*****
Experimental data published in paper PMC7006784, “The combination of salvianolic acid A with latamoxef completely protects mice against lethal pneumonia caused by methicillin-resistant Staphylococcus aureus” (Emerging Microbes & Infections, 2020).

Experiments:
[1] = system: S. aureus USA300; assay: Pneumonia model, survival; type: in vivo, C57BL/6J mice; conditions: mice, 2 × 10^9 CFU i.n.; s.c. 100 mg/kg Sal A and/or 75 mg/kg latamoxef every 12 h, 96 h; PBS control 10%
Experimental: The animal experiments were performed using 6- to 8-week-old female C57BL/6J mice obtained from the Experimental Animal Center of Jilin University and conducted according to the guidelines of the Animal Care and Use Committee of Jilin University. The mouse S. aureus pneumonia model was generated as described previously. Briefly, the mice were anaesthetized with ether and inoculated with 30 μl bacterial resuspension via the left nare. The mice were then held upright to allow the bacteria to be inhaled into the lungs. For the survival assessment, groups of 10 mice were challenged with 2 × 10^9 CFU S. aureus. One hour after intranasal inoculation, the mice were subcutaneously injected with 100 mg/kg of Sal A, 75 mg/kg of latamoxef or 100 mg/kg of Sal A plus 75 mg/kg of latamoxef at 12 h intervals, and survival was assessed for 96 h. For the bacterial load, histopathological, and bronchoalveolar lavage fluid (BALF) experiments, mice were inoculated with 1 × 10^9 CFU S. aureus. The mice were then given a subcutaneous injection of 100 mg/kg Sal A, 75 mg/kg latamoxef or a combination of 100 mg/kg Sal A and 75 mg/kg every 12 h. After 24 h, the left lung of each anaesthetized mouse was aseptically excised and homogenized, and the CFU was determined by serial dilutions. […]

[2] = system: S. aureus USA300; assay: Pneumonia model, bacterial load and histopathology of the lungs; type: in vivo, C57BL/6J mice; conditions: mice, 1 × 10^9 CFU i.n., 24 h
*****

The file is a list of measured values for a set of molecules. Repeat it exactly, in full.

Experimental data published in paper PMC7006784, “The combination of salvianolic acid A with latamoxef completely protects mice against lethal pneumonia caused by methicillin-resistant Staphylococcus aureus” (Emerging Microbes & Infections, 2020).

Experiments:
[1] = system: S. aureus USA300; assay: Pneumonia model, survival; type: in vivo, C57BL/6J mice; conditions: mice, 2 × 10^9 CFU i.n.; s.c. 100 mg/kg Sal A and/or 75 mg/kg latamoxef every 12 h, 96 h; PBS control 10%
Experimental: The animal experiments were performed using 6- to 8-week-old female C57BL/6J mice obtained from the Experimental Animal Center of Jilin University and conducted according to the guidelines of the Animal Care and Use Committee of Jilin University. The mouse S. aureus pneumonia model was generated as described previously. Briefly, the mice were anaesthetized with ether and inoculated with 30 μl bacterial resuspension via the left nare. The mice were then held upright to allow the bacteria to be inhaled into the lungs. For the survival assessment, groups of 10 mice were challenged with 2 × 10^9 CFU S. aureus. One hour after intranasal inoculation, the mice were subcutaneously injected with 100 mg/kg of Sal A, 75 mg/kg of latamoxef or 100 mg/kg of Sal A plus 75 mg/kg of latamoxef at 12 h intervals, and survival was assessed for 96 h. For the bacterial load, histopathological, and bronchoalveolar lavage fluid (BALF) experiments, mice were inoculated with 1 × 10^9 CFU S. aureus. The mice were then given a subcutaneous injection of 100 mg/kg Sal A, 75 mg/kg latamoxef or a combination of 100 mg/kg Sal A and 75 mg/kg every 12 h. After 24 h, the left lung of each anaesthetized mouse was aseptically excised and homogenized, and the CFU was determined by serial dilutions. […]

[2] = system: S. aureus USA300; assay: Pneumonia model, bacterial load and histopathology of the lungs; type: in vivo, C57BL/6J mice; conditions: mice, 1 × 10^9 CFU i.n., 24 h